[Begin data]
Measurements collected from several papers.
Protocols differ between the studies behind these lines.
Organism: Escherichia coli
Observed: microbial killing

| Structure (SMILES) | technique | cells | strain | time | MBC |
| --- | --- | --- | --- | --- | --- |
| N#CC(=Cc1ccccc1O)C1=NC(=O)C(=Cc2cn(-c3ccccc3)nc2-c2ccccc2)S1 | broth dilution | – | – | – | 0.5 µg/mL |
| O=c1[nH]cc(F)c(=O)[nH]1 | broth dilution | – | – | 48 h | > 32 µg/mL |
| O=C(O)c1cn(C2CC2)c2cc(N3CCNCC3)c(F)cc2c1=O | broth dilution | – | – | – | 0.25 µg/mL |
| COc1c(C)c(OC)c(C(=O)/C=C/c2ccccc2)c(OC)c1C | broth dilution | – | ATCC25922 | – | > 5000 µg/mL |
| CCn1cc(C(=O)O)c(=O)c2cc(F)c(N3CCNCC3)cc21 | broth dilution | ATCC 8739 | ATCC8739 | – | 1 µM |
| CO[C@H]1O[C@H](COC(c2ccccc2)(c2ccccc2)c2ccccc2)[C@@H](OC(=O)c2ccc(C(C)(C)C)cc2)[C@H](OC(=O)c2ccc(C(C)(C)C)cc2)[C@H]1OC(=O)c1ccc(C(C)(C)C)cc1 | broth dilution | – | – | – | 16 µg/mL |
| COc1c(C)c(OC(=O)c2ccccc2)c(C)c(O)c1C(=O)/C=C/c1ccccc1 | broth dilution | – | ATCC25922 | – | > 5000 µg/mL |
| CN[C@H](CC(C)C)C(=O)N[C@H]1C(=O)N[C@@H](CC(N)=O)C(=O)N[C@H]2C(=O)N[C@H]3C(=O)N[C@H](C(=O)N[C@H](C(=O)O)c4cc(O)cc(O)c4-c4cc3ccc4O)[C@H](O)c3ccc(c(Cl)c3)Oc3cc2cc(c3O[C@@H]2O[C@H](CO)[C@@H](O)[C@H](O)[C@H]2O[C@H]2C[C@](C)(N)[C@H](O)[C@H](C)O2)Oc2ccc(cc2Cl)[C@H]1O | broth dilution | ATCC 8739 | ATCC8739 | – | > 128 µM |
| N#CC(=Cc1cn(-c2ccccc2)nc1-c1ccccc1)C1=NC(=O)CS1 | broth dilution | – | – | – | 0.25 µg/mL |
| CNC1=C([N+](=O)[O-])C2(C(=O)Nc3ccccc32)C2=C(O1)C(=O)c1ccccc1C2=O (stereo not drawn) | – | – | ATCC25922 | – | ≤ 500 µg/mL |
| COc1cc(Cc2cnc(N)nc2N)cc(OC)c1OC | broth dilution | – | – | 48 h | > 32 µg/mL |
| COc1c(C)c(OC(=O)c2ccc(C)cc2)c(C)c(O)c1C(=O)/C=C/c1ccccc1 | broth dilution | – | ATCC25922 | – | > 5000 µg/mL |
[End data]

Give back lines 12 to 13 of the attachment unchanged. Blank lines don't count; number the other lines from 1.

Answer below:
| CO[C@H]1O[C@H](COC(c2ccccc2)(c2ccccc2)c2ccccc2)[C@@H](OC(=O)c2ccc(C(C)(C)C)cc2)[C@H](OC(=O)c2ccc(C(C)(C)C)cc2)[C@H]1OC(=O)c1ccc(C(C)(C)C)cc1 | broth dilution | – | – | – | 16 µg/mL |
| COc1c(C)c(OC(=O)c2ccccc2)c(C)c(O)c1C(=O)/C=C/c1ccccc1 | broth dilution | – | ATCC25922 | – | > 5000 µg/mL |